Saving Children

Strange yet wonderful coincidences are happening to me these days.

Just days before Christmas I was in San Francisco for a couple of morning meetings.  It was a sunny, crisp December day and the holidays were in the air as shoppers scurried up and down the streets carrying bright, colorful bags stuffed with presents.  In the distance, Salvation Army bells rang.

I was running late to a lunch.  My meetings had run over and I had to move it across town to meet my friend at Hogg Island restaurant.  As I crossed the Embarcadero heading towards San Francisco’s iconic Ferry Building, where Hogg Island has a beautiful space facing the bay by the way, I was approached by someone promoting something on the street.  She had a warm, wonderful smile.

The corners of the streets of downtown San Francisco are littered with people promoting special causes or organizations such as The Nature Conservancy or Planned Parenthood.  It’s not easy to walk down Market Street and not be approached multiple times with people trying to get you to donate to their cause.  Today was no different.  Yet, there she was with a remarkably big grin wearing an orange bib with the word “children” on it.  Well, I brake for children.  So I stopped.

It turns out that Jenna, my smiling new amiga, was representing Save the Children, an organization whose charter is to give children around the world a chance.  They believe that every child deserves a future and their mission is to give every child around the world a healthy start in life.  Jenna had me at hello.

I hate seeing children in need.  It rips my heart out.  Hearing what this organization does spoke to me.  I knew I was running late but I was compelled to learn more.  Before I knew it, I had signed up to “save” a child.  I am now the sponsor of Tamim, a one year old Bangladeshi boy.  Hopefully my annual contribution will help give him a chance at a better life.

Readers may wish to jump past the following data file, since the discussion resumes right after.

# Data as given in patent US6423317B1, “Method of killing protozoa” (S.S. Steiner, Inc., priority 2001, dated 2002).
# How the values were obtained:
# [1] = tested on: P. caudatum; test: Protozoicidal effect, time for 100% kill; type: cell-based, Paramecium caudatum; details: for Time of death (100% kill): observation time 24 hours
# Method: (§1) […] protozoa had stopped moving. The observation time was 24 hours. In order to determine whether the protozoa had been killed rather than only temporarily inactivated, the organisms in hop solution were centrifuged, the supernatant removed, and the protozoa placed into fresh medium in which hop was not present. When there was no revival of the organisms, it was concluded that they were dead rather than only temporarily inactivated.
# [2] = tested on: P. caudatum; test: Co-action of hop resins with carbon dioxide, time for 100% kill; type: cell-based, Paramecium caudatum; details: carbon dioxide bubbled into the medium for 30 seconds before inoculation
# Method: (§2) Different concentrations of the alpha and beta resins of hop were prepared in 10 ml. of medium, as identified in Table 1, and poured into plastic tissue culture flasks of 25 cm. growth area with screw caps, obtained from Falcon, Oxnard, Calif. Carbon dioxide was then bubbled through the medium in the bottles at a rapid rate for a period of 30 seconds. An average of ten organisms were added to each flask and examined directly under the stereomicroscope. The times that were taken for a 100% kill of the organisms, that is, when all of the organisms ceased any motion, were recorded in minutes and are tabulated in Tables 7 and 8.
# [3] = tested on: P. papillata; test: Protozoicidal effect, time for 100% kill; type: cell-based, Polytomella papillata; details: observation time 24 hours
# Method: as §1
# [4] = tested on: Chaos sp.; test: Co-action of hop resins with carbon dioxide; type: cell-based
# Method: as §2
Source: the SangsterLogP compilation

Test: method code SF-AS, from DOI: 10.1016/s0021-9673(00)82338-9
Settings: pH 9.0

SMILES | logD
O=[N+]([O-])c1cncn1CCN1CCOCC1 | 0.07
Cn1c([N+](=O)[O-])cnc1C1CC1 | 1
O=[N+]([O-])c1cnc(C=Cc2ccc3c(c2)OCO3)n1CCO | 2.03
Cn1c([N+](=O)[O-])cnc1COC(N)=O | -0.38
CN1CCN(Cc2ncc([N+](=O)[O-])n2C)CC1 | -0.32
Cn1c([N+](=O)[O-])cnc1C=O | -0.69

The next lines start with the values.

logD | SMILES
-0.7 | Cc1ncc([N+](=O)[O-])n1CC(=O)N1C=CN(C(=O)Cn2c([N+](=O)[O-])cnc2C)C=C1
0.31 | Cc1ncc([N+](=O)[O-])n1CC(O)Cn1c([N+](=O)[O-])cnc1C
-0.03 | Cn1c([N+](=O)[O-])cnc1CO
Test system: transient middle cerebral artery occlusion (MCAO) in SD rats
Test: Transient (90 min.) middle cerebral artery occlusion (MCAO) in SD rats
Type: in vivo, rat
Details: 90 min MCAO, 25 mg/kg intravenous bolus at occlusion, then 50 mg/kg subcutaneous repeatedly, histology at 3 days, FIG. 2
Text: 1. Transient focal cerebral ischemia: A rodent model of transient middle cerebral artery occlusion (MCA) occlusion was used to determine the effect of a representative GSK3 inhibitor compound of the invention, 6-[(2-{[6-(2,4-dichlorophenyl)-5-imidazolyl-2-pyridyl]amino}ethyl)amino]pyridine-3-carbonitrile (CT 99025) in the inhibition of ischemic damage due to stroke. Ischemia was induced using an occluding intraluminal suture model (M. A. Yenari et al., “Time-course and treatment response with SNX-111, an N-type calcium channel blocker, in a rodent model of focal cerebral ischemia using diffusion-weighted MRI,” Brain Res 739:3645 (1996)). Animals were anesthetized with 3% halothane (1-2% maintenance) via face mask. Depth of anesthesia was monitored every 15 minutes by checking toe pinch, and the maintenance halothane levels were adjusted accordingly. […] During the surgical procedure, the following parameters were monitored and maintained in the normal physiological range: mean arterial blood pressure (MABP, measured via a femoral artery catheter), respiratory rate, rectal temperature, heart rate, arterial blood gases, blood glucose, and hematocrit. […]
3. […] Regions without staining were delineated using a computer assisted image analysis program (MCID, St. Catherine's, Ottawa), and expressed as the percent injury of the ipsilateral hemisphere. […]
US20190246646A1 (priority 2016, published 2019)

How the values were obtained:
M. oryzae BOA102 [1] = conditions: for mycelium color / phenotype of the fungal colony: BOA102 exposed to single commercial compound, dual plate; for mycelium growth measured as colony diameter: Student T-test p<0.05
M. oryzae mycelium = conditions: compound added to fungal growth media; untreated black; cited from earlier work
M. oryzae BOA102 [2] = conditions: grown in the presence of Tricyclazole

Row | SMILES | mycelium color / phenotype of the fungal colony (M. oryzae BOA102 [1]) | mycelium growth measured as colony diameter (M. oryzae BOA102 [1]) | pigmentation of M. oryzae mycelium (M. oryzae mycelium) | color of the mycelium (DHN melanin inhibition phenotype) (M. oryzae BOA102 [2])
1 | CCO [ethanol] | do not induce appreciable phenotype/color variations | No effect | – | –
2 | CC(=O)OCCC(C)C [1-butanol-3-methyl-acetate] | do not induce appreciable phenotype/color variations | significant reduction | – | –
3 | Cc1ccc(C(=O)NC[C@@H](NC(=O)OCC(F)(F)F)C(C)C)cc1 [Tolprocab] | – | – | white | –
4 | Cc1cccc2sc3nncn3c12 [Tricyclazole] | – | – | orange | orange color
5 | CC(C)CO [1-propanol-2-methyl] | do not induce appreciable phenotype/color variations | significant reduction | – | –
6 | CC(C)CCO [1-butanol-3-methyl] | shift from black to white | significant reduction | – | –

As rewarding as that felt, it wasn’t the wonderful part.  As Jenna went through the registration process with me we started chatting about things.  I told her that I was an adoptee who was on a mission to help other adoptees.  I mentioned to her that I had been asked to help volunteers understand what adoptees and foster children go through.  Suddenly Jenna looked at me right in the eye and explained that she was a product of Boston’s foster system.  She then said she wanted to send the elevator back down to help lift foster children up.  Jenna added that she had been wondering for weeks about what she could do, but was coming up empty…until she met me.  I was the catalyst she needed!

Through the work I am doing on my own or through My Hoodie Project, we have a platform where Jenna will get involved to help those who are lost, disenfranchised or feeling left behind.  We are going to work together to help save children.

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And this is Tamim.

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